This is the first in a series of three posts from AMF chapter leaders who attended the Association for Death and Education Counseling (ADEC)’s annual conference in April 2013. Meghan Kubric, chapter leader of Northwestern’s AMF chapter, shares her experiences below.

First of all, thank you to Students of AMF and ADEC for giving me the opportunity to attend this conference. I had a great time, and I met so many interesting people. I also learned much about death, grief, and dying, and I’m able to incorporate my new knowledge both within my own personal experience and within my future career as a doctor. It was liberating to be in an environment in which talking about death and dying was not inhibited—it was encouraged. Normally, I discuss grief within a support group setting, and those conversations have been central to my own healing process. However, this was the first time I had discussed grief in an academic setting, and I discovered that that too, has opened up new avenues of healing. It allowed me to look at the experience of my mother’s death from a more objective standpoint, and in doing that, I was able to understand my experience from a different perspective. This has been and will continue to be, invaluable to the development of my character and my identity.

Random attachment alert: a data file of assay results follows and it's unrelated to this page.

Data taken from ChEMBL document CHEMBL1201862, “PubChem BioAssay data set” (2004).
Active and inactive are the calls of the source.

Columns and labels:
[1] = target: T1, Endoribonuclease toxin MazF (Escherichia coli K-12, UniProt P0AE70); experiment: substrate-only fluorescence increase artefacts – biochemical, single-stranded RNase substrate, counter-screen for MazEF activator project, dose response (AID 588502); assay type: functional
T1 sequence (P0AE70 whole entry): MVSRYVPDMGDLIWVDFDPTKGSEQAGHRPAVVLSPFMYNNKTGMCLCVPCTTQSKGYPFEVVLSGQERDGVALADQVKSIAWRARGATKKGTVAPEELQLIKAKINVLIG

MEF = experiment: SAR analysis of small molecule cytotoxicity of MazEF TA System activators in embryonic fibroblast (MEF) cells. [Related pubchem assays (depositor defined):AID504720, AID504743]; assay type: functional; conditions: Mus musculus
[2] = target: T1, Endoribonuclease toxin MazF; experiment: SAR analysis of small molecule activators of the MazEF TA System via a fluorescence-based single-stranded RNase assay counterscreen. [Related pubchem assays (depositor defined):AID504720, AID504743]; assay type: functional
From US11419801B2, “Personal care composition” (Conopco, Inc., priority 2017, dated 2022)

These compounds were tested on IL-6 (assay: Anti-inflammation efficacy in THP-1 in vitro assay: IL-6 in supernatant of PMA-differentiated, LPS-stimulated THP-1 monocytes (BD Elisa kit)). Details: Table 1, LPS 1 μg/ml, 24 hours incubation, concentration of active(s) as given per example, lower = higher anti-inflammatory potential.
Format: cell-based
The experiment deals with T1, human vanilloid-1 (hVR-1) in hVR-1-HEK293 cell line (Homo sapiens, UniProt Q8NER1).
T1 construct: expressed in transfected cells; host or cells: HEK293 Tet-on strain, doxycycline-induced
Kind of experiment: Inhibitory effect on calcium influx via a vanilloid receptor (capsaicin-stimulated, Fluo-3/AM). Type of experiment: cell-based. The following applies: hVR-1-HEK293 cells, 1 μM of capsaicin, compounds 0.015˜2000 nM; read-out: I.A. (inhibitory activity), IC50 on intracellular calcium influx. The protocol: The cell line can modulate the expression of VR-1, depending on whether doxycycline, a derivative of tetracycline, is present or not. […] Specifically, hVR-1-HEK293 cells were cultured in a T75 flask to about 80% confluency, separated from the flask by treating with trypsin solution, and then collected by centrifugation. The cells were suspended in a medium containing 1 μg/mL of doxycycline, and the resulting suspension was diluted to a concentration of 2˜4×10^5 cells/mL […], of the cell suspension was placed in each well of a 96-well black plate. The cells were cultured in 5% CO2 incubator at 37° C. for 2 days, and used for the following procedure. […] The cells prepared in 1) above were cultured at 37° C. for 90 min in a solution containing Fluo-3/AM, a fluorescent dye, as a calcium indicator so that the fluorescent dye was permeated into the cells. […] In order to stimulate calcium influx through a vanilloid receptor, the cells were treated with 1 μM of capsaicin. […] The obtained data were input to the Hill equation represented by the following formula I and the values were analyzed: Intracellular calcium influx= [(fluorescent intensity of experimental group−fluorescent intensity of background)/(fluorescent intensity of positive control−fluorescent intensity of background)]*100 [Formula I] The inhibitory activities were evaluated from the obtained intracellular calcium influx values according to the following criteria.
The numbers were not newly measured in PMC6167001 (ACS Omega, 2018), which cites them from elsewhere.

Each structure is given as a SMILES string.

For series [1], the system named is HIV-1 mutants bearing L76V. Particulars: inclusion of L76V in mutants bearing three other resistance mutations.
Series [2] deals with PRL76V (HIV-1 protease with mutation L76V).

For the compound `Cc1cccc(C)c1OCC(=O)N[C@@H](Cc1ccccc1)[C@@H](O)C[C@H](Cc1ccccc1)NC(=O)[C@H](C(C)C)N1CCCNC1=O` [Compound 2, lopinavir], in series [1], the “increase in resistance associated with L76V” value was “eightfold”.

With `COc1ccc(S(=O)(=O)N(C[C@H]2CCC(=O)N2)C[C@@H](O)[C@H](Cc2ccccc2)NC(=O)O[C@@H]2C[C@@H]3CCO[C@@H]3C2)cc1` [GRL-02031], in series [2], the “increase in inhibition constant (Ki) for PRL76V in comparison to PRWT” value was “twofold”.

I attended many lectures while at the conference, some more interesting than others, but I can honestly say I learned something new at each and every one. However, one of the most important lectures was a talk entitled “Remember Conversations with the Dying and the Bereaved” by Lorraine Hedtke, PhD. In this talk, Dr. Hedtke posited that death ends a life, not a relationship. Until this lecture, I had not even considered the possibility that I still have a relationship with my mother—the relationship did not die along with the person. Dr. Hedtke also introduced the concept of “re-membering” to describe the ways in which people tell stories and construct narratives about the deceased in order to maintain that relationship. This is important because these stories enable loved ones to grieve in a healthy way, and they enable loved ones to feel emotions other than sadness and loss while grieving. These narratives introduce a positive aspect to what is typically (and erroneously) considered a sad, depressing, and debilitating phenomenon.   As one attendee stated, using the techniques of “re-membering” allowed him the “opportunity to say how much he [the deceased] means to me.”
I will never forget this: that death ends a life, not a relationship. It is a great way to summarize grief. After all, what is it that we are really grieving? What is it that we have lost? It is the relationship. It is that connection to another human being that was so central to our lives and in some cases, even to our identities. While grief is often difficult to put into words, I believe this is it. This is what I have been feeling. This is what I have been missing. And this is what I have been longing for. The relationship. I feel I now have a much better understanding, and I am much better able to help others through their own personal process, both through AMF and during my future career as a doctor.